Wednesday, August 19, 2009

Why I am still in Nigeria

After my experience at passport control, we drove away from the airport and I was elated. Everything seemed alive! Maybe it’s the dusty roadsides, red soil, lizards or just the people, but everything about Nigeria is engaging. It is only in this country that your okada driver will fight you for not giving him exact change! My people, please hear: I was on my way to the bus stop last week and he asked if I had change, I said yes, afterall N50 is change to me. Apparently, he meant the exact N30 fare. My bad! But he didn’t say exact change, he said change. So, what would have happened if I had given him N200? Of course like a true Nigerian, I didn’t back down when he started flailing his arms and barking at me, saying he didn’t have any change to give me.

An idle onlooker/bus stop agbero saw that neither one of us were budging and interceded by giving me my N20 change. I took it with a scowl on my face but relief in my heart. Honestly, I’m not cut out for confrontation. It took me the rest of the morning to shake the guy’s bleached face and oversized helmet face from my psyche.
Now tell me where else can I find that kind of interaction with a complete stranger? --- Well there was that time during my recent trip; I was in Primark on Oxford street when from my spot on the check out queue, I heard a young lady in the ladies shoe section swearing, shouting, screaming at the top of her lungs to a fellow shopper who had allegedly ( and of course mistakenly) stepped on her.

Some people are just crazy I tell ya!
(The picture was taken from Ebute Metta shoulder of Third Mainland bridge. If you look, far at the right end you'll see the rest of the bridge curving to Oworonshoki)

Monday, August 17, 2009

2 Years later…in Nigeria

It’s been two years since I moved back home to Nigeria. ( My move back date was on my birthday).

I had secured a bargain on on a Lufthansa flight out from Washington Dulles, and the layover at Frankfurt left me tired. It wasn’t a long wait; the airport was just unexciting –very minimalist. It lacked the conventional airport design and airport buzz that allows you alternate between people / plane watching. So when we eventually took off for Abuja and reached cruising altitude, I quickly joined the other fatigued passengers who were jostling to make beds out of the empty rows.

I had to make do with 3 unoccupied seats (my 5’9’ comfortably requires a row of 4 seats). And I was so tired I missed the air hostess’s snack cart. An exotic food lover like myself never ever misses food on an international flight. It’s a big no-no in my world. Food is the highlight of my flight. Besides, I paid for it! Yes ke…even if you don’t feel like eating it when they bring it, collect it, my friend. It’s your own. Give it to your neighbor, eat it later or package it for yourself or for your people (How else will you know I’m a Nigerian?)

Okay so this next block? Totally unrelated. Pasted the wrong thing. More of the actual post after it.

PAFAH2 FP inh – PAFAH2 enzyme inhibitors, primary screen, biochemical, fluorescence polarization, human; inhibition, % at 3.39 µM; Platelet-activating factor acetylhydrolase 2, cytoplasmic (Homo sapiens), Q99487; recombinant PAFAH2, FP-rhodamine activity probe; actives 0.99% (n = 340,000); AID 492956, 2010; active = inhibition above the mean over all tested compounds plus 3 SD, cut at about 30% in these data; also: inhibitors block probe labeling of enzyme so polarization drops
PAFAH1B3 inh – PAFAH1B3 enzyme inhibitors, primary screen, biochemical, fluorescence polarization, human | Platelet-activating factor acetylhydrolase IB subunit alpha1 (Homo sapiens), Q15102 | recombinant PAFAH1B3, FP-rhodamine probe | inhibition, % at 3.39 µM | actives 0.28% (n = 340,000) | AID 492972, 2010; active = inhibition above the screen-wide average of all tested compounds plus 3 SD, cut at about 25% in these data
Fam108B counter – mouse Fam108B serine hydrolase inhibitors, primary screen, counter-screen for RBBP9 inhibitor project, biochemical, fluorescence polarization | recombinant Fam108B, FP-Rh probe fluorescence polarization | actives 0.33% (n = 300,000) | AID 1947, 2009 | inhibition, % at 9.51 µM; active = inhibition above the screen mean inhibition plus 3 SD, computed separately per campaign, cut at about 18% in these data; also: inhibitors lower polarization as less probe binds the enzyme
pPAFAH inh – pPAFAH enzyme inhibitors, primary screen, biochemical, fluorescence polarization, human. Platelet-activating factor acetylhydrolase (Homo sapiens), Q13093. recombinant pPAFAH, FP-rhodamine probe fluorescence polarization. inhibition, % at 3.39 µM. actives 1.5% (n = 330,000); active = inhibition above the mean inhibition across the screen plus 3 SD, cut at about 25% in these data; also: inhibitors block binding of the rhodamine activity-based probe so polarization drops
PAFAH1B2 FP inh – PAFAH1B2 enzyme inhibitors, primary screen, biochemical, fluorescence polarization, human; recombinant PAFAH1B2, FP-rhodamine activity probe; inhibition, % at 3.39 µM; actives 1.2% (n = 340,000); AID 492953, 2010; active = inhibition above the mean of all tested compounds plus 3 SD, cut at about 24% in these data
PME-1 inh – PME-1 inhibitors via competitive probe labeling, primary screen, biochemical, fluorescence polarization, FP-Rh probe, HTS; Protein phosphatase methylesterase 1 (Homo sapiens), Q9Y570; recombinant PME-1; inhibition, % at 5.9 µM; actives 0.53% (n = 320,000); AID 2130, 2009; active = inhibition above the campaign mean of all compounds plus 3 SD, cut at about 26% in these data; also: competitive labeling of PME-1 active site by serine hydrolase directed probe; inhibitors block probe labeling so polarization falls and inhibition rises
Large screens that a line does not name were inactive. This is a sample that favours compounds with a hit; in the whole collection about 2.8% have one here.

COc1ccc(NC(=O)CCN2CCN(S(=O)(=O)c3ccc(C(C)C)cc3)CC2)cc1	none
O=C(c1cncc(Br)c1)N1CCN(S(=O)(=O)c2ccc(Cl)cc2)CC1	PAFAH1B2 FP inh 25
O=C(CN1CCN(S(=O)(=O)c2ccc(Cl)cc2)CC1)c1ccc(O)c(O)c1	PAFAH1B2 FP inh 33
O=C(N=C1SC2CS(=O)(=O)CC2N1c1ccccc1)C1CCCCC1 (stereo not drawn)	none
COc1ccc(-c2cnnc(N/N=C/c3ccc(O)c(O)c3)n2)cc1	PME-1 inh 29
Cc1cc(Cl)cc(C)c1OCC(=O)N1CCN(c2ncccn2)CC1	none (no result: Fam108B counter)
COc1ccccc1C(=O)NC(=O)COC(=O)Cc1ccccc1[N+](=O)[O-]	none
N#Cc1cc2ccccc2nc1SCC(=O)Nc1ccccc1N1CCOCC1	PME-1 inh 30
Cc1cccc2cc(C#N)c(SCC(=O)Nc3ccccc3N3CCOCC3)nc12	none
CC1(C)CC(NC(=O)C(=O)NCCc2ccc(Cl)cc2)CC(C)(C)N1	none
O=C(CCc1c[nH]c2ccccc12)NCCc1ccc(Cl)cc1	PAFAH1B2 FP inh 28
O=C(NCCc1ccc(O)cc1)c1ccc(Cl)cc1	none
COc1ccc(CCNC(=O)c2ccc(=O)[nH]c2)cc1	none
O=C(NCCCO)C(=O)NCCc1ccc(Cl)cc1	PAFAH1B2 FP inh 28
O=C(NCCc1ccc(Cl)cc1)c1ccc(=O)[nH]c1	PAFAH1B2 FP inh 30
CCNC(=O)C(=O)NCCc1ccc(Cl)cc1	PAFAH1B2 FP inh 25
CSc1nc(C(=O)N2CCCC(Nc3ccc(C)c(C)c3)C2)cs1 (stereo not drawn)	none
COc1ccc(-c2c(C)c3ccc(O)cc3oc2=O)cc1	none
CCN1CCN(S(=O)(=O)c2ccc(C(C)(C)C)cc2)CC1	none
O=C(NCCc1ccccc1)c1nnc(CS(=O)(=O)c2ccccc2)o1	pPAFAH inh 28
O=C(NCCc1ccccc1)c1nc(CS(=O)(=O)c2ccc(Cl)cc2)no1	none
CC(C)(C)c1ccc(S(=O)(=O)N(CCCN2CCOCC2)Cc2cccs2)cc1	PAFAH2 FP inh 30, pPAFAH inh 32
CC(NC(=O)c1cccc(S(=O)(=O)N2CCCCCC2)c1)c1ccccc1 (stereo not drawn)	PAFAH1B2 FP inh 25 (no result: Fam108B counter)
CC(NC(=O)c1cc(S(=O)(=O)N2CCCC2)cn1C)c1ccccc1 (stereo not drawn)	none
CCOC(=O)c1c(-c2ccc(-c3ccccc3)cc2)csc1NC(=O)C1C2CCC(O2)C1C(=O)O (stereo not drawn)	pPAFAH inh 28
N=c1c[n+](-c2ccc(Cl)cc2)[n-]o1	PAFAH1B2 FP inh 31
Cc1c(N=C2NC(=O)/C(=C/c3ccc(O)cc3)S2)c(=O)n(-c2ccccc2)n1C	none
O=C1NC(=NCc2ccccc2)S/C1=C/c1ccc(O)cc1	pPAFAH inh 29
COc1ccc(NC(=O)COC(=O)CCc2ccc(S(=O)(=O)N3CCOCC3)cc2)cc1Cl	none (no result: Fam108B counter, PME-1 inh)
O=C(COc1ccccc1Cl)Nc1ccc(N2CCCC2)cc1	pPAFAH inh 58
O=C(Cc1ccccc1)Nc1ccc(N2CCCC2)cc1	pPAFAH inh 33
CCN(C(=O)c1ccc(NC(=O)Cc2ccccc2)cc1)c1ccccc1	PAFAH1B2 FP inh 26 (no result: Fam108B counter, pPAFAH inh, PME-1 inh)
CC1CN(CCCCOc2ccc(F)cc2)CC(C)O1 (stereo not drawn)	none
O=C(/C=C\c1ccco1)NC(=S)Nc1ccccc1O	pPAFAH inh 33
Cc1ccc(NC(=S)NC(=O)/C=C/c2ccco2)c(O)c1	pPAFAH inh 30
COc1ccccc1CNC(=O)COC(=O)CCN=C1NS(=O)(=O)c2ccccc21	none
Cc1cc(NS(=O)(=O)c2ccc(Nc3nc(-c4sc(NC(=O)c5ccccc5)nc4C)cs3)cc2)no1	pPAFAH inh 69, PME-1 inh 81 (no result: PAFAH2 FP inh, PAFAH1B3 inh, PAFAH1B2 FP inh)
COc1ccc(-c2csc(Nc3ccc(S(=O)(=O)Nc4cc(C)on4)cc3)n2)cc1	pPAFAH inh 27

I’ll be quick to say though that I’m not one of those people who pull down their trays 15 rows before the airhostesses even reaches them. I respect myself.

So I woke up a few hours into the journey and instinctively popped my head over the chair backs to see if lunch had passed my by. It had. As if reading my mind, one of the hostesses walked over to me to find out if I’d be interested in eating. I nodded vigorously and she brought me a steaming square-shaped pizza. Those Lufthansa air hostesses are till date the nicest cabin attendants I have encountered in several years. They were cheerfully patient, and we all know that Nigerian passengers are not the easiest set of passengers to cater to!

I’ll never forget the Belgian airhostess that spoke sharply into her microphone to her mostly Israeli passengers: “Ladies and gentlemen am I speaking English or chinoise?! Please take your seat until the aircraft has come to a complete stop!” I was so shocked but then my classmates and I broke out laughing as we got off the plane. Israelis (and Nigerians if I may add) have a habit of being overzealous on flights so we didn’t fault the hostess for her frustration.

To be continued…

Wednesday, August 5, 2009

Lagos Spot: Sky Restaurant

Thanks for all the birthday wishes Peeps!The day turned out fabulous. Flowers, a delicious dinner overlooking the Lagos skyline and some good ‘ol loving from friends, family and ofcourse my sweetheart. What else does a girl want ey? The service at Sky Restaurant was fantastic. I can easily say the best customer service I’ve had at any Nigerian restaurant. I can’t say if they’re that good all the time, because it was my first time there, but our waiter was good! Courteous and helpful, not in the annoying yes-ma, yes-sir kind of way, but in the I know my job, I like my job and I’m here to ensure you enjoy your time here kind of way.

So here’s a picture of our plates as we rounded up our appetizers. I got carried away and forgot to take pictures of the entrees that followed. The bill runs high, so budget from N25,000 for two. However, compared to other restaurants in that price range, they’ve got fantastic service and a fantastic view! (Plus a fantastic piano player).

I thought the d├ęcor could have been more intimate and cosy, but the service made up for it.
Sky Restaurant is located at the penthouse of Eko Hotels & Suites in Victoria Island.